A major part of Atlanta music history has died. Legendary concert promoter Alex Cooley passed away on Tuesday in Florida. He was 74, according to his former business partner Peter Conlon.
Cooley made a big splash on the local -- and national -- music scene in 1969 with the Atlanta International Pop Festival. The event, held in Byron, Ga.. featured more than 20 acts, including Led Zeppelin, Blood, Sweat and Tears, Janis Joplin, Joe Cocker, Grand Funk Railroad and Canned Heat. The next year, more than 300,000 people reportedly attended a second festival in Byron, which included the Allman Brothers Band, The Jimi Hendrix Experience, B.B. King, Mott the Hoople, Mountain, Procol Harum, Grand Funk Railroad and Johnny Winter.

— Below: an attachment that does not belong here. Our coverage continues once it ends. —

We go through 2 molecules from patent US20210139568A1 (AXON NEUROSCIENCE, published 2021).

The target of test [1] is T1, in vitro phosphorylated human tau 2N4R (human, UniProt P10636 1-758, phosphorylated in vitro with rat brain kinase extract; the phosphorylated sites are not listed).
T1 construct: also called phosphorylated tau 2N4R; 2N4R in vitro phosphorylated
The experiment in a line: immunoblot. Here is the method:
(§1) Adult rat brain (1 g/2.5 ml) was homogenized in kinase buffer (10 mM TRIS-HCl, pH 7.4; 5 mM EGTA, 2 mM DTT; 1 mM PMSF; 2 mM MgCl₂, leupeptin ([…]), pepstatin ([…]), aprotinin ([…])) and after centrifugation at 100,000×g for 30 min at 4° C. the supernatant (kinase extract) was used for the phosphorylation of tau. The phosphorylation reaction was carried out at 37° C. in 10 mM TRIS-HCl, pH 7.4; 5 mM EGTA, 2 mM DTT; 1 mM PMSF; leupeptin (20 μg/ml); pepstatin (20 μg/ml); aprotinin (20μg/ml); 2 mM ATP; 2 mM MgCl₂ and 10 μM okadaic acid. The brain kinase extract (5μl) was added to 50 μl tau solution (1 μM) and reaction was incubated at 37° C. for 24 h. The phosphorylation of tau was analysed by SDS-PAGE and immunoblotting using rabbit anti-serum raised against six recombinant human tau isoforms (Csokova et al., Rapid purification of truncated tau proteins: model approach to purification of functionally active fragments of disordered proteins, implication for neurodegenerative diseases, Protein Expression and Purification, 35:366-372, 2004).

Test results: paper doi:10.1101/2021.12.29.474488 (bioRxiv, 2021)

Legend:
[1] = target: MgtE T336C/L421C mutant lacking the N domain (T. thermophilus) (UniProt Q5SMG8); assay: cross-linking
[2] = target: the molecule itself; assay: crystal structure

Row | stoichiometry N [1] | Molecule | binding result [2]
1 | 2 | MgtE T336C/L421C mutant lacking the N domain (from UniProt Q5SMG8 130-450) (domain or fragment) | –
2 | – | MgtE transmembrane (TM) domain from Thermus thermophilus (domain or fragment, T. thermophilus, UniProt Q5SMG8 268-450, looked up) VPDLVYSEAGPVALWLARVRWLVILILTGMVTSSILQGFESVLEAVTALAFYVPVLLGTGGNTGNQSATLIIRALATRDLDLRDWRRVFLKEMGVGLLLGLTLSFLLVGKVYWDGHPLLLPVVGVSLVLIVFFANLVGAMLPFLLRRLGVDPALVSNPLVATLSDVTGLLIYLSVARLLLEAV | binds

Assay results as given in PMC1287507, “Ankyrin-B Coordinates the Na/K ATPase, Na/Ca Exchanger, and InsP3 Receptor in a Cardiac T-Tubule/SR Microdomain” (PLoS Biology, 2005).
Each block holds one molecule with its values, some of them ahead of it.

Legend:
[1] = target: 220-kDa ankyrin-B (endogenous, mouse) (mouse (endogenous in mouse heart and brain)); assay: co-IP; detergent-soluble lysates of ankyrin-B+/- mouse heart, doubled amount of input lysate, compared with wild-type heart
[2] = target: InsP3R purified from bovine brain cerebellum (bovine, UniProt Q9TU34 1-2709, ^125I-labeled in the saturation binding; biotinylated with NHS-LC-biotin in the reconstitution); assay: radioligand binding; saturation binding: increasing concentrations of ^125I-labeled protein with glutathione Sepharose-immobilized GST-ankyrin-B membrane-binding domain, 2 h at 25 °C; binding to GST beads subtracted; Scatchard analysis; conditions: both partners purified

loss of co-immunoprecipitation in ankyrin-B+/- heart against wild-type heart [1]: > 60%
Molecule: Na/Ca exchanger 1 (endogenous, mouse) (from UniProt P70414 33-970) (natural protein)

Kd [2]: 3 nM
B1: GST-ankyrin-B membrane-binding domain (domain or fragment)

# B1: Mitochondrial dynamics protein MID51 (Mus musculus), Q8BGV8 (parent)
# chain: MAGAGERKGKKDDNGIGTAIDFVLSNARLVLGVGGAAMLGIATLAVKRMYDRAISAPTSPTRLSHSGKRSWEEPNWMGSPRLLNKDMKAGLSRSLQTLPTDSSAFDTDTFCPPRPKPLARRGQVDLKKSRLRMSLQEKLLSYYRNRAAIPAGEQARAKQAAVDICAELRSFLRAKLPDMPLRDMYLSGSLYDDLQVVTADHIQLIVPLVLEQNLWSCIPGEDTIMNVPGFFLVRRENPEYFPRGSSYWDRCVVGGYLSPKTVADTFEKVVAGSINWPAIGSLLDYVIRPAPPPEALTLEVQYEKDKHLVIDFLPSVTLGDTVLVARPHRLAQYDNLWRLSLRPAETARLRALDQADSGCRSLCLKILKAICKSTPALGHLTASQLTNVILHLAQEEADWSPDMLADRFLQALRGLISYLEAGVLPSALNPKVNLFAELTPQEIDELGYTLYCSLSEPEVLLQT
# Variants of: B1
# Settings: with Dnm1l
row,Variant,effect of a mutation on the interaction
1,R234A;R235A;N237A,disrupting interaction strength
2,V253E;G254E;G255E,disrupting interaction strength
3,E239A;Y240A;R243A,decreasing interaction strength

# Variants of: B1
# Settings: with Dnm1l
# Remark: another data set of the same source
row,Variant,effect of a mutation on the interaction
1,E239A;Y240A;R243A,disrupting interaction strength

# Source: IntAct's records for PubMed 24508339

Cooley later opened Alex Cooley's Electric Ballroom in the Grand Ballroom of the Georgian Terrance Hotel at 663 Peachtree Street NE, where he showcased such acts as Billy Joel and Bruce Springsteen.
After that, Cooley booked talent at the Great Southeast Music Hall at Lindbergh Plaza in Atlanta. The club was notable for being the first U.S. venue to book the Sex Pistols.
Cooley promoted thousands of shows across the country, launched Music Midtown in Atlanta and, according to Conlon, was instrumental establishing Atlanta's Chastain Park Ampitheater. He was inducted in the Georgia Music Hall of Fame in 1987, and awarded a Grammy HEROES Award in 2004. He served on the Board of Governors for the Georgia Chapter of the National Academy of Recording Artists and Sciences.
In recent years, Cooley owned Eddie's Attic in Decatur.
Cooley died while visiting Ponde Vedra Beach in Florida, Conlon said.
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